Virtualization Virtual Servers and Virtual Storage
Virtualization is one of the major software trends of 2007. This type of software allows multiple OSs (operating systems) to run side by side from a single server. Servers are computer systems that provide services to other systems or clients. All major vendors are emphasizing virtualization, including IBM, Intel, Microsoft and, especially, VMWare.
Virtualization supports virtual operating systems, servers, storage, and network functions. It works in conjunction with autonomic computing, in which an organization’s IT manages itself according to perceived activity and utility. Clients pay for application use and processing power on an as-need basis.
The goal of virtualization and the trends that accompany it are to centralize administrative processing and improve scalability and workloads. Virtualization reduces expenditures on infrastructure and consolidation.
This article will discuss the history of virtualization in IT, the components of current trends in virtualization, such as virtual servers and storage, and how those trends improve productivity.
Virtualization began in the late ‘60s to early 70’s with IBM’s release of the IBM System 370 that contained virtual memory support. In 1972, the first virtual operating system, VS1, was released. Storage area networks were released in 1999 and the technology has continued evolving ever since.
The first technology to become virtualized in IT was the data network. This was accomplished through a network switch and router. Switches and routers provided the hardware to connect multiple computers within a local area network (LAN) and forward (and filter) data packets. The same technology that virtualized telephones was used in this early incarnation of virtualization.
Here, instead of manually establishing connections between telephones through operators, standardized switches were established in central offices. Telephones compatible with centralized switches could request a connection and connect automatically, without the need for human intervention. Data network virtualization worked in much the same way, allowing computers to connect with each other regardless of location or the destination computer’s connectivity because the connection is virtual.
Storage became the next branch of IT to become virtualized. Commons storage protocols and high-speed connectivity created storage switches that provided common storage for a multitude of servers. Storage area networks (SANs) protect against failure because if one server fails to connect to the shared storage database, another connection is made automatically through a functioning server. Since the data is stored virtually over a network any server that can make the connection can be utilized.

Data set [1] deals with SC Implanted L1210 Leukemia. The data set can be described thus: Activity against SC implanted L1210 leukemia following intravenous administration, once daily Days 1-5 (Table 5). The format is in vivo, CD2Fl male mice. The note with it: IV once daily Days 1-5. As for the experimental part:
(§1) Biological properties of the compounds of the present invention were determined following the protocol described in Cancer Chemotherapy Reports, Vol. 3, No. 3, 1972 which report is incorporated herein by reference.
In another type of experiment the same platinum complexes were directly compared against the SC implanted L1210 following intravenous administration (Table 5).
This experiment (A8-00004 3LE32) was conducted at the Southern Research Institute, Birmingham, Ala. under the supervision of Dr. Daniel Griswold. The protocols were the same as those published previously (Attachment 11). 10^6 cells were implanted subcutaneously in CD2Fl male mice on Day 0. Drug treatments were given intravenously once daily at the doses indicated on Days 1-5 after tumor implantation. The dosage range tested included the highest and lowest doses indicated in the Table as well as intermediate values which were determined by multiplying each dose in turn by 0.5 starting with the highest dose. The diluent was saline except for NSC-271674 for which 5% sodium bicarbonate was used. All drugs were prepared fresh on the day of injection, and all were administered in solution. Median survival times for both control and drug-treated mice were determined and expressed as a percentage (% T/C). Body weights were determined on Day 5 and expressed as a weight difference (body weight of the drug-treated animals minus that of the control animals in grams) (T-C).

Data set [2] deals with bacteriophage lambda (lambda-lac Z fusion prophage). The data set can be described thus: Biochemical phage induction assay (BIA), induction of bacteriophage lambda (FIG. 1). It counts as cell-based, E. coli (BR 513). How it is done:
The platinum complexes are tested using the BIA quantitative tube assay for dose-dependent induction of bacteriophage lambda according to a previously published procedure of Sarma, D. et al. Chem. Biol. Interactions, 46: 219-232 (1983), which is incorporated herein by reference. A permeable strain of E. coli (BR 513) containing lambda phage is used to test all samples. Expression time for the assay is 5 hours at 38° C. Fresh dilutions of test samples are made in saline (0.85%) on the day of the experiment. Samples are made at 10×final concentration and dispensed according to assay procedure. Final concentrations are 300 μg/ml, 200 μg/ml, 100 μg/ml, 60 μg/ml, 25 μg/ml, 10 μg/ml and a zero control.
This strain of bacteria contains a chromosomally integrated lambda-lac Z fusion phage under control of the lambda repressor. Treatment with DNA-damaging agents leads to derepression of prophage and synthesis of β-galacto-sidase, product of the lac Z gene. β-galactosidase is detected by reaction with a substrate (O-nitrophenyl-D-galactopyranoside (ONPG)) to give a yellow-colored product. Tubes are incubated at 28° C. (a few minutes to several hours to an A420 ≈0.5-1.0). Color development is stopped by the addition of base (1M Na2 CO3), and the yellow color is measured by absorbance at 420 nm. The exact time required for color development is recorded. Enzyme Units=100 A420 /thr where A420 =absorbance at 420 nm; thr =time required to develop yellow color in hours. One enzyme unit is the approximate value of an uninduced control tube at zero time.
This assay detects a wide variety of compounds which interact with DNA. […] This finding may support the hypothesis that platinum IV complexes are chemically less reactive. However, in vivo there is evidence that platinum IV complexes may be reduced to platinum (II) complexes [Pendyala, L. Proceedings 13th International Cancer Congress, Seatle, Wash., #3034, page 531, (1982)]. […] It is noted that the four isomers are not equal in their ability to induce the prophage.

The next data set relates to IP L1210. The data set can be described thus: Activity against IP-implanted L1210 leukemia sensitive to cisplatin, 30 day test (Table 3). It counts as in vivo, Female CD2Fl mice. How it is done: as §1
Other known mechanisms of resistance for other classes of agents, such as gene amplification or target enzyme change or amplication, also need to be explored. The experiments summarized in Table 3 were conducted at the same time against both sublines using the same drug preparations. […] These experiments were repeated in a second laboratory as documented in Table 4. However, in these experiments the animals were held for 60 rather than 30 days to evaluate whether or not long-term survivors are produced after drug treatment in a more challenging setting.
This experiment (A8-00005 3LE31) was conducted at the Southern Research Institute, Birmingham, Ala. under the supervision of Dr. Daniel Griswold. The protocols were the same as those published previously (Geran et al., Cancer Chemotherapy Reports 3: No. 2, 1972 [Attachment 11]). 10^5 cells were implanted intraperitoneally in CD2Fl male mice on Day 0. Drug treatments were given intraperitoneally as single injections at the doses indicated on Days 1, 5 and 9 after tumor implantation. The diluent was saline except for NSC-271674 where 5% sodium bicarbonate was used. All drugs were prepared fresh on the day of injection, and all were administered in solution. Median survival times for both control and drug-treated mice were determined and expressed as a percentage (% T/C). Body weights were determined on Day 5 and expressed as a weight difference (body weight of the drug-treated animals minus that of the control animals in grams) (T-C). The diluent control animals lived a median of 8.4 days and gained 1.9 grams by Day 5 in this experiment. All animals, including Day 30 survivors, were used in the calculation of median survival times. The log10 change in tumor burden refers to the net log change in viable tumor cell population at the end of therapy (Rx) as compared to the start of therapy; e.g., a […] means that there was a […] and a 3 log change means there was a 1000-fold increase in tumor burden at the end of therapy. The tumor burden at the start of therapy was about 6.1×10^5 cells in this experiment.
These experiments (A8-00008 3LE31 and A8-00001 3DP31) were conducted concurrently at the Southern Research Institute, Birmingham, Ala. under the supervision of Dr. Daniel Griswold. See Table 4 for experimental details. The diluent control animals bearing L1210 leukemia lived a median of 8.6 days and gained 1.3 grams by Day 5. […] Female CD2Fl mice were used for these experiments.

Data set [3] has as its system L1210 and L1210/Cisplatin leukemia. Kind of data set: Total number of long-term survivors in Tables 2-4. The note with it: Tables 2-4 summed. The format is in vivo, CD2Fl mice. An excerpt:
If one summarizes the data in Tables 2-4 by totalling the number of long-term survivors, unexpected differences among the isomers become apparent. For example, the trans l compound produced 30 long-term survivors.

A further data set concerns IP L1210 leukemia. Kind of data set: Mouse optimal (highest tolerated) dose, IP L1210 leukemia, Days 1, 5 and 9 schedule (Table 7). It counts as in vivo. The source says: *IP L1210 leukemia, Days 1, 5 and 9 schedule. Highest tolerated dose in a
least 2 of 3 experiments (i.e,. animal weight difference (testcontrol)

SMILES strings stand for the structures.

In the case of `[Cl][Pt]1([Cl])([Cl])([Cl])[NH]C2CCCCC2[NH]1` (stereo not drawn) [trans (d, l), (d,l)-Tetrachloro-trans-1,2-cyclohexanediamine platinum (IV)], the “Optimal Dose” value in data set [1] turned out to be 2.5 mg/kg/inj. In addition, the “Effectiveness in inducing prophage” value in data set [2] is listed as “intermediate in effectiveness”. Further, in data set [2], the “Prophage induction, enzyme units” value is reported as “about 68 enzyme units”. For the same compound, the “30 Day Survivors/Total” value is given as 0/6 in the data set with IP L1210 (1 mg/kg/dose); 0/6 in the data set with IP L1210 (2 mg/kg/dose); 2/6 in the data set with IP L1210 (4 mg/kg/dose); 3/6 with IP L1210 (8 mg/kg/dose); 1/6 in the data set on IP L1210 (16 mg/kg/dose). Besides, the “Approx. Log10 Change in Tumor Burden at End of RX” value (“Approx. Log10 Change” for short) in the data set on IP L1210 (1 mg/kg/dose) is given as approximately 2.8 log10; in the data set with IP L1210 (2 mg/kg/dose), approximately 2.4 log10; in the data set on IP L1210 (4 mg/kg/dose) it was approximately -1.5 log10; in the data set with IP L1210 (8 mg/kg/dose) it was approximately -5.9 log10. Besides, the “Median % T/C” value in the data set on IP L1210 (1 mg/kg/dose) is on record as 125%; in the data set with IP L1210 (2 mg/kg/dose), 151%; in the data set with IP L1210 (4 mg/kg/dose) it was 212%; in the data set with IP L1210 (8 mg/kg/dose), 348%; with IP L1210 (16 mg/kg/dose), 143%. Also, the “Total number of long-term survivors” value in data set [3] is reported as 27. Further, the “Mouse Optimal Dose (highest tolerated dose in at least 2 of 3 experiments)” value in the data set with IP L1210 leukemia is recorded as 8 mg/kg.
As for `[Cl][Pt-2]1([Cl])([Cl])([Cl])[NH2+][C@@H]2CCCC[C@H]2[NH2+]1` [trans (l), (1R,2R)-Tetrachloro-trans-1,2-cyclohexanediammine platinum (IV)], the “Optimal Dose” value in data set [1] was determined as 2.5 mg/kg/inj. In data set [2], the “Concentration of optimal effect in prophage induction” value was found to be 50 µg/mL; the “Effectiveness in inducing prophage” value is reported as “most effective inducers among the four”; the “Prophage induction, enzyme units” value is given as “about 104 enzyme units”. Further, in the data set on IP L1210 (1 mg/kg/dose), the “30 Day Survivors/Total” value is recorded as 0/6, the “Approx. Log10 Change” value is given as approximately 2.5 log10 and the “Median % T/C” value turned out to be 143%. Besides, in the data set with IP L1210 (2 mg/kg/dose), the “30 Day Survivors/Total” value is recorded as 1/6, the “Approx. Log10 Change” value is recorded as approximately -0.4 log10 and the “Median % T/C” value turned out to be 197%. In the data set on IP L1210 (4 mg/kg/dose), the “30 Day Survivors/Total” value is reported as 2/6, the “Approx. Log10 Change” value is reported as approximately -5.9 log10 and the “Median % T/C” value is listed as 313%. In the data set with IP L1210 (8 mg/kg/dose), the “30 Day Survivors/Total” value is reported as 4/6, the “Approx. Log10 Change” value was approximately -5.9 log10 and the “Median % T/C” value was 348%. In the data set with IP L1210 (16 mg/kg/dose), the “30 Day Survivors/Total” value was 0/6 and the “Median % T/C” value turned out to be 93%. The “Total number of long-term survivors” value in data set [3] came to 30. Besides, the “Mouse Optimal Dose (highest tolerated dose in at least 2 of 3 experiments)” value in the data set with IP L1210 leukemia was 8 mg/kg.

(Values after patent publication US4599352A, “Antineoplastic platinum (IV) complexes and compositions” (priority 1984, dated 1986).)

However, in this early manifestation, server failure required the re-establishment of all database connections and requests, which were difficult to manage.
The current generation of virtualization focuses on data area networks (DANs). These work similarly to SANs and, indeed, require SAN technology to function. Application servers connect to individual IP (Internet Protocol) addresses and ports. DAN switches then route the connection to the appropriate server.
Like SANs, if a server fails the connection is automatically routed to a functioning server. Routing is determined by optimal use of resources, processing priorities, server availability and security.
As the history of virtualization suggests there are three mains fields of virtualization: network virtualization, storage virtualization and server virtualization. Network virtualization combines available network resources by dividing bandwidth into independent channels that can be assigned to particular servers in real time.
Storage virtualization collects storage from multiple network devices into what appears to be a single storage device managed by a central console. Finally, server virtualization hides server resources such as the number and identity of individual servers and operating systems to simplify the user’s experience.
Server resource details are hidden while resource sharing, utilization and expansion capacities increase and conform automatically behind the scenes, as it were.
The benefits of virtualization provide optimum utilization and efficiency of database resources by providing high levels of availability and scalability. In addition, the ability to run several systems on one piece of high-performance hardware mean that less machines are running at a higher rate of utilization.
Personnel expenditures are reduced as well, since fewer machines are running that require less people to supervise and maintain them. The benefits of virtualization coincide with the benefits of consolidation.
Points of Interest
Virtualization trends for 2007 include the mandatory incorporation of SANs into the virtual architecture of an organization. In hardware, the trend is toward high-density, multi-core central processing units (CPUs). For example, in 2007, an 8-core host will be able to sustain 32 virtual machines. Disaster data recovery will also be a concern for virtual platform development. Virtual machine (VM) management will encourage vendors to develop data center automation tools. Application virtualization in 2007 sees Microsoft, Citrex, and Symantec continuing to develop products in this area that they introduced in 2006.